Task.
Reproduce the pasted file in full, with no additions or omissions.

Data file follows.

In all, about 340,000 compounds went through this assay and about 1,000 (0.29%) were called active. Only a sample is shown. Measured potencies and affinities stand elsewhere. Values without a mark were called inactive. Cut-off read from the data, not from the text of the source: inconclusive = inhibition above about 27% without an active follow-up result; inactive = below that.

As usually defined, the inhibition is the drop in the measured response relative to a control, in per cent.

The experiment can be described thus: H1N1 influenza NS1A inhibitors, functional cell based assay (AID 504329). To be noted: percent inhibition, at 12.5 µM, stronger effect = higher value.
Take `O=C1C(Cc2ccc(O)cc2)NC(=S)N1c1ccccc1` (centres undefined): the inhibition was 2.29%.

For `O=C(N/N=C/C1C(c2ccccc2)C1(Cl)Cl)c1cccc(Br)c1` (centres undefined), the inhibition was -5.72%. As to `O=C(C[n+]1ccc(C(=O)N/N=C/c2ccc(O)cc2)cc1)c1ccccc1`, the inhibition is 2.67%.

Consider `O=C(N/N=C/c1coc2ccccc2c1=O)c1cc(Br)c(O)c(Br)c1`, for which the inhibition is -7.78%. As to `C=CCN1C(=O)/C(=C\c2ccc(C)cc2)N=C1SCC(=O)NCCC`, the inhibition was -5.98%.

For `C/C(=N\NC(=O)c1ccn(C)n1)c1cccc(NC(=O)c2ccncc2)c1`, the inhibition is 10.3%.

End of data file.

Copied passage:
In all, about 340,000 compounds went through this assay and about 1,000 (0.29%) were called active. Only a sample is shown. Measured potencies and affinities stand elsewhere. Values without a mark were called inactive. Cut-off read from the data, not from the text of the source: inconclusive = inhibition above about 27% without an active follow-up result; inactive = below that.

As usually defined, the inhibition is the drop in the measured response relative to a control, in per cent.

The experiment can be described thus: H1N1 influenza NS1A inhibitors, functional cell based assay (AID 504329). To be noted: percent inhibition, at 12.5 µM, stronger effect = higher value.
Take `O=C1C(Cc2ccc(O)cc2)NC(=S)N1c1ccccc1` (centres undefined): the inhibition was 2.29%.

For `O=C(N/N=C/C1C(c2ccccc2)C1(Cl)Cl)c1cccc(Br)c1` (centres undefined), the inhibition was -5.72%. As to `O=C(C[n+]1ccc(C(=O)N/N=C/c2ccc(O)cc2)cc1)c1ccccc1`, the inhibition is 2.67%.

Consider `O=C(N/N=C/c1coc2ccccc2c1=O)c1cc(Br)c(O)c(Br)c1`, for which the inhibition is -7.78%. As to `C=CCN1C(=O)/C(=C\c2ccc(C)cc2)N=C1SCC(=O)NCCC`, the inhibition was -5.98%.

For `C/C(=N\NC(=O)c1ccn(C)n1)c1cccc(NC(=O)c2ccncc2)c1`, the inhibition is 10.3%.